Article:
SEC Poised to Permit ActiveShares ETF: First Non-Transparent Actively Managed ETF
ETF Reg Insights
Date: April 11, 2019
In our January 2019 ETF Reg Insights, “Preparing for the Next Generation of Actively Managed ETFs” (January Update), we alerted the ETF industry to the high probability of the advent of non-transparent actively managed ETFs (NTAM ETFs), and now that day is nearly here. The SEC recently issued a notice in response to an exemptive application filed by Precidian ETFs Trust that would permit ActiveShares, the first NTAM ETF. Based on the Notice’s return date, the order formally permitting ActiveShares ETFs could be issued as early as May 5, 2019.
As explained in the Notice, the lynchpin of an ETF is the mechanism that keeps the market prices of ETF shares at or close to the NAV per share of ETF. Since the first ETF was launched over 20 years ago, that mechanism has been the requirement that the ETF display its entire portfolio on a daily basis. Index ETFs have had no issue with this requirement since the indexes they track daily publish their constituents. Investment advisers to actively managed funds have in large part been reluctant to launch ETFs because of the fear that daily disclosure of their ETF holdings would allow competitors to figure out their proprietary stock-picking strategies by backtesting past daily portfolio holdings.
At least six financial firms or groups of firms have attempted to overcome the actively managed ETF barrier by devising acceptable alternatives to the requirement that an actively managed ETF expose its portfolio each trading day. As we noted in our January Update, this group of firms has developed ETFs that in lieu of daily exposing their portfolios make available enough information that theoretically allows arbitragers to exploit any discrepancy between the ETF’s NAV and share price without disclosing the ETF’s full portfolio to the public.
Note that the SEC’s notice does not grant exemptive relief – it only signals the SEC’s intention to grant the relief while giving the public an opportunity to request a hearing prior to May 5, 2019. Assuming that no one requests a hearing (which is a rare occurrence), Precidian, with its ActiveShares ETFs, will be the first sponsor through the gate.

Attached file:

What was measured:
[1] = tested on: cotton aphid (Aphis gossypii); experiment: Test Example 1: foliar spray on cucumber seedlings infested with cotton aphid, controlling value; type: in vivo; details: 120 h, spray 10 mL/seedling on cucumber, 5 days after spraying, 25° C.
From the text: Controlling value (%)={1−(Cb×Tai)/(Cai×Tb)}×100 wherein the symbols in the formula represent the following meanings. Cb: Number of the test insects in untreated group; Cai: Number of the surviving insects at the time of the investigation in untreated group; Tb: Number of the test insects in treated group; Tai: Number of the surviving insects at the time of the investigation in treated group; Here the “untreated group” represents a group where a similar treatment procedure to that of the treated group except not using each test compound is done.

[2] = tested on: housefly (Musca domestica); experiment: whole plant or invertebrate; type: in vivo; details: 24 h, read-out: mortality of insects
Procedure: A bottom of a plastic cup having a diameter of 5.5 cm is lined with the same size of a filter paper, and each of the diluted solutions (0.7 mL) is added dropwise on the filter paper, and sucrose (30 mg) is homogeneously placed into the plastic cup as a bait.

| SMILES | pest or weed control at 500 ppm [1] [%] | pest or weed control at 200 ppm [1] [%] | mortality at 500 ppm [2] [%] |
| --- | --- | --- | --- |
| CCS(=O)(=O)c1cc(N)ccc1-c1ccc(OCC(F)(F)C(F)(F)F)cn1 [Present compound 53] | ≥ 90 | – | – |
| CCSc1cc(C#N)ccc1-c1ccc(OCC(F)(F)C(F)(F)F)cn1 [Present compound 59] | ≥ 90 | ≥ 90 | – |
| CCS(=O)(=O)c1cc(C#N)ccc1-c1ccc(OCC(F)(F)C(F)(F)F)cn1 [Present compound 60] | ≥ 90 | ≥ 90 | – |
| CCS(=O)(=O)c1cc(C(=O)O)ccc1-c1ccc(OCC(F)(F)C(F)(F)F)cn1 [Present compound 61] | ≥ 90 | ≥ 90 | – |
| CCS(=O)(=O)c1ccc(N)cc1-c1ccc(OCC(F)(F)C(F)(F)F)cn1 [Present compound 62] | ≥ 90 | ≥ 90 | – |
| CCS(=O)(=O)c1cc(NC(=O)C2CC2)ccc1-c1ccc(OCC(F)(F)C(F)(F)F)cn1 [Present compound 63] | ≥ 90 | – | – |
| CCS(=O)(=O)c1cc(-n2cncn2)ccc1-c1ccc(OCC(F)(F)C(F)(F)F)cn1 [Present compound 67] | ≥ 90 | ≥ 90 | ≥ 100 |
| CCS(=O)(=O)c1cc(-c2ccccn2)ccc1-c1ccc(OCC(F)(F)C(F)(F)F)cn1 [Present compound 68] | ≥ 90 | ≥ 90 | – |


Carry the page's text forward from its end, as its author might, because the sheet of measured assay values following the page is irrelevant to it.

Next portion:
The ActiveShares ETFs will utilize an “AP Representative Structure” approach. Unlike traditional ETF APs that transact directly with the ETF through the distributor or TA, APs for these NTAM ETFs will need to transact through an “AP Representative” that will be privy to the NTAM ETF’s creation basket but will be contractually required to maintain the confidentiality of the basket’s contents. The AP Representative will use a confidential brokerage account on behalf of each AP for this purpose. While creation and redemption transactions with the NTAM ETF will generally be on an in-kind basis, from the AP’s perspective, transactions will essentially be made on a cash basis because of the interposition of the AP Representative. The AP Representative will purchase securities in the basket (in the case of a creation) or liquidate securities transferred from the NTAM ETF’s custodian (in the case of a redemption).
Precidian will disseminate a verified intraday indicative value (VIIV) of the actual NTAM ETF’s portfolio throughout the trading day. The VIIV will be calculated every second throughout trading day and on a per share basis based on the value of the actual securities in the fund’s portfolio, cash and any accrued interest and declared but unpaid dividends, minus accrued liabilities. Using a current VIIV along with existing fund disclosures, APs are expected to do a regression analysis and construct dynamic hedge portfolios to hold shares and arbitrage the difference in the market price/NAV of shares when the opportunity arises.
The Notice summarizes Precidian’s application that was most recently amended on April 4, 2019. Below is a summary of some of the significant provisions that were added or changed compared to the application that was noticed and the prior application filed in May 2018 that we discussed in our January Update:
- NTAM ETFs will not be able to invest in illiquid securities (as defined in Rule 22e-4(a)(8) under the Investment Company Act of 1940) at the time of purchase.
- Each NTAM ETF is required to have a prominent legend in its prospectus that is more detailed about the additional risks to which a NTAM ETF is subject (specifically, increased trading costs and potential higher premiums/discounts).
- NTAM ETFs will not have the ability to rely on an exemption in Reg. FD regarding certain communications made in connection with an offering registered under the Securities Act of 1933.
- For at least three years after the initial launch of a NTAM ETF, the adviser must convene a board meeting to discuss options if, for 30 or more days in any quarter or 15 days in a row, the absolute difference between either the market closing price or the bid/ask price and NAV exceeds 1.00% or the bid/ask spread exceeds 1.00%.
The issuance of the Notice allowing ActiveShares ETFs is just the first chapter in the NTAM ETF story, as five other applications are still pending. Also, Precidian anticipates licensing the methodologies and technology behind ActiveShares ETFs to financial firms. It remains to be seen if and when financial firms will file applications seeking exemptive relief from the SEC for their versions of the AP Representative Structure.
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 We discussed five financial firms that were potential sponsors of NTAM ETFs in our January Update, which were Fidelity, NYSE/Natixis, T. Rowe Price and Blue Tractor, in addition to Precidian. Since that time, Eaton Vance has also filed an application for its version of NTAM ETFs (see https://www.sec.gov/Archives/edgar/data/1076598/000094039419000345/clearhedge40app.htm).